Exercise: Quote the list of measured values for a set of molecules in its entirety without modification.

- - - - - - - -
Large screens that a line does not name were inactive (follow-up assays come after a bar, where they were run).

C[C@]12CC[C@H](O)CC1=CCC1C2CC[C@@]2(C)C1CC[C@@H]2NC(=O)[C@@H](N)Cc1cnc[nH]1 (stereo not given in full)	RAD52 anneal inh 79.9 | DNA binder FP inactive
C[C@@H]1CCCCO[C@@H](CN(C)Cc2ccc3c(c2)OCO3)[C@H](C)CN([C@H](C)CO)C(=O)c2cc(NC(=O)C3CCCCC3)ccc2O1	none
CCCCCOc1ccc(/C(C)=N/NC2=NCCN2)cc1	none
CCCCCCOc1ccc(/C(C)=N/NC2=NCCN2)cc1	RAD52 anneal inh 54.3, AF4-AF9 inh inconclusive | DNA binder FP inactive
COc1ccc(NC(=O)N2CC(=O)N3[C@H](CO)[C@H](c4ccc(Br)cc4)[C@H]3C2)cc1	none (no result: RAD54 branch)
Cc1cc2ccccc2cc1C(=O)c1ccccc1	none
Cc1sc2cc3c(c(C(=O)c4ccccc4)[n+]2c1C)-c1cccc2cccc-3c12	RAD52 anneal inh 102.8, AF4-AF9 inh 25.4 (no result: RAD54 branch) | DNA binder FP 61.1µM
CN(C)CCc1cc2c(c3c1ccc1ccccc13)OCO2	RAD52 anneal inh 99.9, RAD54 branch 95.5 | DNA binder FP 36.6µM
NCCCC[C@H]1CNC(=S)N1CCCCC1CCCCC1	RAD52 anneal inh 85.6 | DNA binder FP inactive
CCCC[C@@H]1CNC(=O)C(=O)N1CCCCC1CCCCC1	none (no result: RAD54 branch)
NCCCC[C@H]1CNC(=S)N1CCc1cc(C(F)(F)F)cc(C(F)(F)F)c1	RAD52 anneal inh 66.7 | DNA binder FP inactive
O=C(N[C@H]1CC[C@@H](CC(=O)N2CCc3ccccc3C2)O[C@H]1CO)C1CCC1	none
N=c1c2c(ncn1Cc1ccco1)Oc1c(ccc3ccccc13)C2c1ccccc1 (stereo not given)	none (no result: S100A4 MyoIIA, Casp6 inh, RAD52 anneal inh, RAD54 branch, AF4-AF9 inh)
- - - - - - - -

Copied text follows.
Large screens that a line does not name were inactive (follow-up assays come after a bar, where they were run).

C[C@]12CC[C@H](O)CC1=CCC1C2CC[C@@]2(C)C1CC[C@@H]2NC(=O)[C@@H](N)Cc1cnc[nH]1 (stereo not given in full)	RAD52 anneal inh 79.9 | DNA binder FP inactive
C[C@@H]1CCCCO[C@@H](CN(C)Cc2ccc3c(c2)OCO3)[C@H](C)CN([C@H](C)CO)C(=O)c2cc(NC(=O)C3CCCCC3)ccc2O1	none
CCCCCOc1ccc(/C(C)=N/NC2=NCCN2)cc1	none
CCCCCCOc1ccc(/C(C)=N/NC2=NCCN2)cc1	RAD52 anneal inh 54.3, AF4-AF9 inh inconclusive | DNA binder FP inactive
COc1ccc(NC(=O)N2CC(=O)N3[C@H](CO)[C@H](c4ccc(Br)cc4)[C@H]3C2)cc1	none (no result: RAD54 branch)
Cc1cc2ccccc2cc1C(=O)c1ccccc1	none
Cc1sc2cc3c(c(C(=O)c4ccccc4)[n+]2c1C)-c1cccc2cccc-3c12	RAD52 anneal inh 102.8, AF4-AF9 inh 25.4 (no result: RAD54 branch) | DNA binder FP 61.1µM
CN(C)CCc1cc2c(c3c1ccc1ccccc13)OCO2	RAD52 anneal inh 99.9, RAD54 branch 95.5 | DNA binder FP 36.6µM
NCCCC[C@H]1CNC(=S)N1CCCCC1CCCCC1	RAD52 anneal inh 85.6 | DNA binder FP inactive
CCCC[C@@H]1CNC(=O)C(=O)N1CCCCC1CCCCC1	none (no result: RAD54 branch)
NCCCC[C@H]1CNC(=S)N1CCc1cc(C(F)(F)F)cc(C(F)(F)F)c1	RAD52 anneal inh 66.7 | DNA binder FP inactive
O=C(N[C@H]1CC[C@@H](CC(=O)N2CCc3ccccc3C2)O[C@H]1CO)C1CCC1	none
N=c1c2c(ncn1Cc1ccco1)Oc1c(ccc3ccccc13)C2c1ccccc1 (stereo not given)	none (no result: S100A4 MyoIIA, Casp6 inh, RAD52 anneal inh, RAD54 branch, AF4-AF9 inh)